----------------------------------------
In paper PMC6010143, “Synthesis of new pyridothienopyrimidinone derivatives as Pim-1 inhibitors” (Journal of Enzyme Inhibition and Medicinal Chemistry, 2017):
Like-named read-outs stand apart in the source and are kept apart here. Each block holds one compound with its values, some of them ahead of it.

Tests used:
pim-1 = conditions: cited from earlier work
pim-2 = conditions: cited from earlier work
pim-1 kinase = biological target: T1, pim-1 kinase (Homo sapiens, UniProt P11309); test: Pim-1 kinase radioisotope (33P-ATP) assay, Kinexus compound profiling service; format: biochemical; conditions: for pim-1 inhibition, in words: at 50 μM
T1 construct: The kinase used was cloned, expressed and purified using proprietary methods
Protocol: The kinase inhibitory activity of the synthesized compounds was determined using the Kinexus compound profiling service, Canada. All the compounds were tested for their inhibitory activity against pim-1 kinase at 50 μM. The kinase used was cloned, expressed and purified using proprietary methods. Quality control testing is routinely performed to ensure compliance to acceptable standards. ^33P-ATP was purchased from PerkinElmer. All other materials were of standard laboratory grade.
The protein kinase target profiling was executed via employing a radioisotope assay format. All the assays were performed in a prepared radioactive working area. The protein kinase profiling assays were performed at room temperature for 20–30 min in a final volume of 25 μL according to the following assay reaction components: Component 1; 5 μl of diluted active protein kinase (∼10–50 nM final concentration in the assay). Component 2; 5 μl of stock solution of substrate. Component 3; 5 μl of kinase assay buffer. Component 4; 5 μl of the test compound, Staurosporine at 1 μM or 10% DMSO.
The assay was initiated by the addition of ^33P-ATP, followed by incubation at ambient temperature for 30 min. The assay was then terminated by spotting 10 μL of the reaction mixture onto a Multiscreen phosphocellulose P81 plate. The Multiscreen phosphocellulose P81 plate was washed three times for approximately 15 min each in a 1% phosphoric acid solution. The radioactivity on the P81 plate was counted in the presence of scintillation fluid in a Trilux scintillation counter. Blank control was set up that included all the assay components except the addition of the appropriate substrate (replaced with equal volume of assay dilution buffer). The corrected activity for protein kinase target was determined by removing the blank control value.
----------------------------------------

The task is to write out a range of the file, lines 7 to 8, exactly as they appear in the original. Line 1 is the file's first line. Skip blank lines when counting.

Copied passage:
T1 construct: The kinase used was cloned, expressed and purified using proprietary methods
Protocol: The kinase inhibitory activity of the synthesized compounds was determined using the Kinexus compound profiling service, Canada. All the compounds were tested for their inhibitory activity against pim-1 kinase at 50 μM. The kinase used was cloned, expressed and purified using proprietary methods. Quality control testing is routinely performed to ensure compliance to acceptable standards. ^33P-ATP was purchased from PerkinElmer. All other materials were of standard laboratory grade.